Senior Research Fellow Dr Bryonny Goodwin-Hawkins has been selected as one of 44 academic fellows who will work within 21 government departments. Following a pilot in 2021 run by the Economic and Social Research Council (ESRC), the UK Research and Innovation (UKRI) Policy Fellowships programme has now more than doubled in scale and expanded the range of research disciplines involved.
The 2021 pilot demonstrated the value of academic input to a range of policy challenges by informing the development of policy in a range of areas. For this round of fellowships the following high-priority policy areas have been identified:
- Building a green future
- Securing better health, ageing and wellbeing
- Tackling infections
- Building a secure and resilient world
- Creating opportunities, improving outcomes
- Data and evaluation (additional fellowship focus area)
Bryonny will take up one of three Fellowships with the Welsh Government, supported by the ESRC. She will spend 18 months providing expertise towards a policy roadmap for local government finance reform. Bryonny said, “I’m honoured to have been selected as a 2023 UKRI Policy Fellow. The Fellowship offers me a real opportunity to apply my research skills to practical policy questions. How local government is financed matters for the people and places councils serve. I’m looking forward to working alongside Welsh Government colleagues to help deliver positive change.”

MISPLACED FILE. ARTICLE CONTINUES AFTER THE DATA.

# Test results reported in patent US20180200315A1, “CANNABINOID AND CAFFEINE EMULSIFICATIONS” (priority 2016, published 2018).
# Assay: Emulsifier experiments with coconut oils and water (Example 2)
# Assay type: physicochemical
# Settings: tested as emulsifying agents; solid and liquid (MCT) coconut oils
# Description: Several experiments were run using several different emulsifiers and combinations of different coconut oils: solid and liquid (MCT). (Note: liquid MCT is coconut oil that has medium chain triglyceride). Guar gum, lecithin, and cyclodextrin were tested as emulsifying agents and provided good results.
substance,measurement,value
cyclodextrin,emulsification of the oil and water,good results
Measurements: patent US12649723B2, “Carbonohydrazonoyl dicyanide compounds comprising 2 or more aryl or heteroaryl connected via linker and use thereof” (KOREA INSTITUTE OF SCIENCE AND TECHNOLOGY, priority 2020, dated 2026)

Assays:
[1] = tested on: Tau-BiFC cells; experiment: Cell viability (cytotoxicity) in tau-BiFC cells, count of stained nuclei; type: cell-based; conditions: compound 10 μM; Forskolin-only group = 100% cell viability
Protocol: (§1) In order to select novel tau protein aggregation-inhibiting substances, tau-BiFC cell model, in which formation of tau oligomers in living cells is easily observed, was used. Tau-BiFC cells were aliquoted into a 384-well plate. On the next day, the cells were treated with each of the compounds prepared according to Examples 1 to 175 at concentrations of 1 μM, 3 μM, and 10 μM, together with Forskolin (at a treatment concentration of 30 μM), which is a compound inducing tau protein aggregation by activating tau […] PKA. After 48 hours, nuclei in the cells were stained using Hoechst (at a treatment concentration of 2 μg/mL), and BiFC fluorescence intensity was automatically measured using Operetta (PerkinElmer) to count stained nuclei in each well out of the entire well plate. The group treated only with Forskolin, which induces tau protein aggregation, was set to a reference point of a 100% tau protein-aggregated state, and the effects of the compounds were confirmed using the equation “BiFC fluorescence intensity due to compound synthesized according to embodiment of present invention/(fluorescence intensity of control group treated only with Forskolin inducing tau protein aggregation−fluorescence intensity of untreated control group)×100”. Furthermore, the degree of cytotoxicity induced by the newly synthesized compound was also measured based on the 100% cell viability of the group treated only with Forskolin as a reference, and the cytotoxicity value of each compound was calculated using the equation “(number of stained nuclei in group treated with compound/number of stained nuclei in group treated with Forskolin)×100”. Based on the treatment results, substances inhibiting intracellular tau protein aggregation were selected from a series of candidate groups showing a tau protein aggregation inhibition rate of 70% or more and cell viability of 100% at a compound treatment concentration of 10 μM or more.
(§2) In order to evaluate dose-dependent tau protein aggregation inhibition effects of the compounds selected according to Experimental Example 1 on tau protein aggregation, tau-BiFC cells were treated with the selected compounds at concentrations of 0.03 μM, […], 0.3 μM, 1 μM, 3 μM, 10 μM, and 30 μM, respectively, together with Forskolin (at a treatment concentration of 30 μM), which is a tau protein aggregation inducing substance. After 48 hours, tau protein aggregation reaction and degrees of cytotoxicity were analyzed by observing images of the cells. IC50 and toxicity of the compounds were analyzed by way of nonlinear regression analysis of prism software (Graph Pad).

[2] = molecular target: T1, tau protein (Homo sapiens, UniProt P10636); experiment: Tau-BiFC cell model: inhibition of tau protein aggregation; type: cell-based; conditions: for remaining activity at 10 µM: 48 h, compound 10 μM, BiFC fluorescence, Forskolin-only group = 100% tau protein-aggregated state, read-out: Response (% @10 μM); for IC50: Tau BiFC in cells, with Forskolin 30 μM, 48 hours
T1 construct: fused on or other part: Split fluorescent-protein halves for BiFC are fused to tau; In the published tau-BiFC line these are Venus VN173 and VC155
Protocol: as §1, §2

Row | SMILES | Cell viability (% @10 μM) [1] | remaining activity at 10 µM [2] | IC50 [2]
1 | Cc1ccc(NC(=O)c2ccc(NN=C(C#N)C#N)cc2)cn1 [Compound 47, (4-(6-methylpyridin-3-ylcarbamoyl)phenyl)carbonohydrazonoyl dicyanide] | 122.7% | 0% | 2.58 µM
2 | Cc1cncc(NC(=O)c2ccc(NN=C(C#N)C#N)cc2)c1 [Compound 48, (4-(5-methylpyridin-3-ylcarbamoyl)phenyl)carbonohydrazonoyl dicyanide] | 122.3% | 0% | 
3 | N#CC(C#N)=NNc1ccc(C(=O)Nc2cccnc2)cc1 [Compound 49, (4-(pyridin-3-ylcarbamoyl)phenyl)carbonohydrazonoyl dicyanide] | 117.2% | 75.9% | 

The fellowships will enhance the relationship between academia, government and research organisations by improving the flow of evidence, insights and talent. The overall aim is to help fulfil the potential of research and expertise to inform and shape effective public policy and its implementation. The 2023 scheme is funded by:
- Economic and Social Research Council (ESRC)
- Arts and Humanities Research Council (AHRC)
- Biotechnology and Biological Sciences Research Council (BBSRC)
Bryonny is a Fellow of the Regional Studies Association, and has contributed to the National Innovation Centre for Rural Enterprise (NICRE) since 2020. She is currently a lead researcher in the Horizon Europe project RUSTIK, which is developing new data and methods to help policymakers make better decisions for sustainable transitions in rural areas.
Matt Reed, CCRI Director said “I’m delighted for Bryonny. The fellowship is built on a sustained body of work and achievement, which reflects her commitment to research for the public good, and I’m looking forward to the fruits that this next research period will bring.”
Further information regarding the fellowships can be found on the UKRI website.